Now that a Richmond District Court judge has ruled the city's controversial noise ordinance is unconstitutional, City Council is working to sort out what comes next.
Passed unanimously in February, the ordinance places broad new constraints on what it calls “plainly audible” noise after 11 p.m. Violations can result in a class two misdemeanor, punishable by a $1,000 fine or six months in jail.
The new law got its first and only test when rock band Little Master — Timothy Morris, Michael Bourlotos and Leah Clancy — and Rozalia Janicki challenged it in court earlier this year. All four were cited April 4 for “creating loud music” and “loud noise from residence” at a house on West Clay Street.
Manchester District Court Judge Robert Pustilnik ruled Nov. 30 that by carving out a special exception to the ordinance for music or noise produced by religious activity, the law advanced noise making that was nonsecular in its expression.
“It is the job of cities and counties to protect citizens from unwanted noises,” Pustilnik said, “but this goes far beyond that.”
The question of the law's constitutionality has raged for months. Perhaps most damning, Richmond Commonwealth's Attorney Michael Herring spoke out against it at an October court hearing, saying that the law “is bad and needs to be stricken.”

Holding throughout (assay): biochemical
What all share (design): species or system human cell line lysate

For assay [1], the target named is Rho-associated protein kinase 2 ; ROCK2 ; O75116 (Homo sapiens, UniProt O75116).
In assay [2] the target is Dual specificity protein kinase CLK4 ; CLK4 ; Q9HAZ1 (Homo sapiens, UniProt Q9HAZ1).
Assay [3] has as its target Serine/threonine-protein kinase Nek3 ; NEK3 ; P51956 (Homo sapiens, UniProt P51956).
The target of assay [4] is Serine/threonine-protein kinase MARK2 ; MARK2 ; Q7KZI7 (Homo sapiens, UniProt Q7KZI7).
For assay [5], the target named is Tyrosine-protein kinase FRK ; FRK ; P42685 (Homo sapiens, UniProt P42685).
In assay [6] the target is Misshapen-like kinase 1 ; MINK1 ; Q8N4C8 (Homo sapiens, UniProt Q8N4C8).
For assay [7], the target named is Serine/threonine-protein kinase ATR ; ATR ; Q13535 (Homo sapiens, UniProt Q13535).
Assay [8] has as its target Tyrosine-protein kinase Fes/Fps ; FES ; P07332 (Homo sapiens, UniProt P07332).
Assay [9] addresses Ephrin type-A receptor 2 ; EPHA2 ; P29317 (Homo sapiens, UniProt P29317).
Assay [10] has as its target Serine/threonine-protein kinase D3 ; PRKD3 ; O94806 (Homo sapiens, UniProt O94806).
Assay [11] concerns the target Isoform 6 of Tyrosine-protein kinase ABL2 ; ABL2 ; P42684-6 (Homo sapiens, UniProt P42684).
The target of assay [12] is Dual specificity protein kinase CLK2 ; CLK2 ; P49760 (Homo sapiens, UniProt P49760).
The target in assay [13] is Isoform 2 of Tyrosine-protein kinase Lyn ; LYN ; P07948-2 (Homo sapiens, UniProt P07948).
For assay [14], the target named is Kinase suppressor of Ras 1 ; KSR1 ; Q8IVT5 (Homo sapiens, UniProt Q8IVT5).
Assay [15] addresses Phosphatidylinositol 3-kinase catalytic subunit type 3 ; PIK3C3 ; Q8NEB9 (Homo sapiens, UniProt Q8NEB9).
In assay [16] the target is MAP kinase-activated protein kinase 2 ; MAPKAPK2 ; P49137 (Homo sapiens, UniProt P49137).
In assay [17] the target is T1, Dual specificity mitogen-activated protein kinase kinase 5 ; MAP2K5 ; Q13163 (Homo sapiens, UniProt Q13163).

But City Councilman Bruce Tyler says that Herring reviewed a draft of the ordinance prior to the council's approval — and had little to say.
“We were surprised by his comment,” Tyler says, “because we did not get that kind of feedback after it was drafted.”
That's not exactly how Herring recalls it. Speaking days after the court's decision, Herring says that while he can't recall if his office reviewed a draft copy of the ordinance before its passage, he expressed concerns early in the draft process about the law's breadth. Still, he says, the sponsors of the ordinance “indicated that it was a place holder meant to plug a hole while they pursued something more permanent.”
With confidence in the legality of the current ordinance shaky, city officials, including its author, City Councilman Charles Samuels, began meeting in April to brainstorm ideas for a new version.
During a workshop on Nov. 8, council members and city officials reviewed noise laws from a number of Virginia cities and towns, including some that are based on measurable decibel levels. That would be ideal, Herring says.
“The simpler and more objective the ordinance is, the easier it is to enforce,” Herring says. “And with one that's based on decibel level, you won't have police officers subjectively trying to determine whether something is too loud.”
Herring says Richmond police have been told not to enforce the current law. City officials have until Dec. 15 to appeal Judge Pustilnik's decision.